The Hazel Wood by Melissa Albert

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Remember reading Scary Stories To Tell In The Dark as a child? Because this is that, come to life.

I love dark modern fairy tale twists and this was one of them. It reminded me of Vassa in the Night, ancient magic and monsters seeping into our world, killing and changing it ever so slightly. Our MC is, of course, with a secret past, where we know it relates to the magic world but don’t know exactly how until the big reveal.

I could read a dozen more of these kinds of books and never get tired of them.

I loved the prosaic writing. I LOVED the little tales with their creepy characters and gray endings. It was strange and unique and I wish there were more. The shockers shocked me and it held me until the very end.

If you enjoy reading the Brothers Grimm tales and want to see something new that molds with today, this is a perfect read. If you’re looking for a YA fantasy that mostly takes place in a fairy-tale world, you may be disappointed since it’s only a small portion of this one. If you want Scary Stories To Tell In The Dark come to life, this is the book for you.

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Grace and Fury by Tracy Banghart

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Ooooh look at this pretty cover! The Spanish vibe was strong with this book (though the world was a fully fantasy one). I absolutely had to request it on NetGalley.

Now I read a lot of YA fantasy, and this was pretty much what you’d expect from one. A world where women are oppressed, a rebellion to change it, balls and princes and inevitable betrayal. If you’ve read the Red Queen this is that but feminist instead of magical.

What makes it unique though, is that instead of having one MC doing what we’re used to: unexpectedly going from rags to riches or riches to rags, we get both sides. One sister is meant for royalty (aka Grace) and the other for serving, and their roles reverse where one becomes a Grace and the other goes to prison island to compete in the ‘Hunger Games’. It’s a 2-for-1 deal!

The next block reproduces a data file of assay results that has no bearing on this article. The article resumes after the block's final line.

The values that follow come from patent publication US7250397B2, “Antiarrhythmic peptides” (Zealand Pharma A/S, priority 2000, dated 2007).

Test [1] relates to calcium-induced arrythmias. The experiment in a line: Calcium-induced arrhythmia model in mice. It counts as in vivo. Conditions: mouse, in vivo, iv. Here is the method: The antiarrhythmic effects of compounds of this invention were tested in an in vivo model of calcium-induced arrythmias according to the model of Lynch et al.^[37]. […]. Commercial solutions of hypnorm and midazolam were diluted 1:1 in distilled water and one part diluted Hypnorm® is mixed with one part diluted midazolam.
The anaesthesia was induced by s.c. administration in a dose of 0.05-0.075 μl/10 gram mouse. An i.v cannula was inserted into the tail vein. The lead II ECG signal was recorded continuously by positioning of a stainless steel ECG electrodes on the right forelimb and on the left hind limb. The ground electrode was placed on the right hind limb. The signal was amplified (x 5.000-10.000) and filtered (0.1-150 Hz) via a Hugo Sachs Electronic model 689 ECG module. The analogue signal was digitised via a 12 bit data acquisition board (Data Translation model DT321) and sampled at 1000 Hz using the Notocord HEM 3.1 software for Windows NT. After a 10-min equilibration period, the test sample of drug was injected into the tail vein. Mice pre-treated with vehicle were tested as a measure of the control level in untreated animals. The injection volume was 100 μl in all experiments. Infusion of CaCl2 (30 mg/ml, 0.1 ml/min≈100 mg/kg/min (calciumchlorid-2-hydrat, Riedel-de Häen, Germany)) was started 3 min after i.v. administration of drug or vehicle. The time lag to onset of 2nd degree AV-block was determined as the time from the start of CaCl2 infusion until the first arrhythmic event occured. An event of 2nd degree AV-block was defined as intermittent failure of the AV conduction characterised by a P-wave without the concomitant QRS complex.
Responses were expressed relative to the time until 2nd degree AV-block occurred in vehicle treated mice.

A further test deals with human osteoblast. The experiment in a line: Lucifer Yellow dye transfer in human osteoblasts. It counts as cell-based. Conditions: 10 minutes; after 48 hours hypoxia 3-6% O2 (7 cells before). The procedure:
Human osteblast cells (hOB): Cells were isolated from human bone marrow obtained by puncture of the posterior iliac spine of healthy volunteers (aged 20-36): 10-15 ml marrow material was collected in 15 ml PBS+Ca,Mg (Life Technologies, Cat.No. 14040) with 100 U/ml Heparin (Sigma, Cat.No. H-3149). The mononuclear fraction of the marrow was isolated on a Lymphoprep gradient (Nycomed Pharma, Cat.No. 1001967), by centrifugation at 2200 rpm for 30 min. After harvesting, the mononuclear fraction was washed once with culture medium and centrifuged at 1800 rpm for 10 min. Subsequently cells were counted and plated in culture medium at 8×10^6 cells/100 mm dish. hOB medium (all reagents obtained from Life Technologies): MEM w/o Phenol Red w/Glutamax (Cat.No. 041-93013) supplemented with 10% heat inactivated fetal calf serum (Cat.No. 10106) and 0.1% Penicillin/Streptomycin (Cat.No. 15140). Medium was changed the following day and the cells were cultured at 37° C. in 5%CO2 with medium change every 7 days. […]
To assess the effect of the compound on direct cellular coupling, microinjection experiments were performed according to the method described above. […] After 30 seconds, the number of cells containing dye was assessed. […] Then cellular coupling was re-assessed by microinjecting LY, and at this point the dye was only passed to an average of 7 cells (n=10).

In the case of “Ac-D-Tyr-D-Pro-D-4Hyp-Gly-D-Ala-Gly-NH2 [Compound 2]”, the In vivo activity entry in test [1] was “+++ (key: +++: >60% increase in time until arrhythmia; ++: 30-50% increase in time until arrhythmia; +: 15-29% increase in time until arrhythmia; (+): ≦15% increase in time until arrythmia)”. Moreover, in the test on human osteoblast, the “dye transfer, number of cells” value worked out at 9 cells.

I enjoyed reading it, though I think it’s meant for the younger side of YA (13-16). While teen girls will definitely relate to the sisters’ thoughts and actions, to me it felt too dramatic.

Overall, a great book to purchase for a teen girl, full of feminism and girl power (you can preoder it now as it releases on July 31!). If you’re older and like more mature main characters in your YA (17-19), you’d probably be rolling your eyes a lot, but it’s still worth checking out for a guilty pleasure read (think The Selection).

And of course, tons of thanks to NetGalley for this ARC!

Hunted by Meagan Spooner

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I know, I know, I’m SUPER late to read this book. For some reason I thought it was a Robin Hood retelling, not Beauty and the Beast. Oops. But when I finally realized what it really was, I got it immediately. And it’s molded with Russian lore? Yes please.

I loved it. I mean what’s not to love?

Yeva would have preferred to be admired for her skill, but she’d suffered the great misfortune of having been born a girl.

Every book I read needs to start with this sentence. I loved the writing, the toeing the line between the original and being original. I loved the characters and the moral of the tale. Some may say they’re tired of Beauty and the Beast retellings, and to them I say NAY. This was meant to be.

So if you like this kind of thing (like I do) it’s a perfect read. Not too light, not too dark, and just familiar enough.

An Unkindness of Ghosts by Rivers Solomon

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So. Many. Amazing. Quotes.

“The point is what you do when you don’t have the details. Do you interrogate? Do you examine? Or do you settle for the obvious answer?”

I mean seriously. This book was Snowpiercer on a spaceship and everyone is queer. I loved it. I loved that the characters were complicated and both likable and unlikable. I loved that it was haunting without the supernatural. I loved that it had faith but it wasn’t preachy.

How Lucifer felt upon leaving the Heavens. He didn’t fall. He dove.

Oh, and spoiler alert: they’re all dead.

Juuuust kidding (I think?) This book has plenty of scientific explanations and medical terms, but one thing stood out to me:

She’d been helping Aster scrub down X deck with ammonia and bleach, a failed attempt to rub out the stink of what had happened there.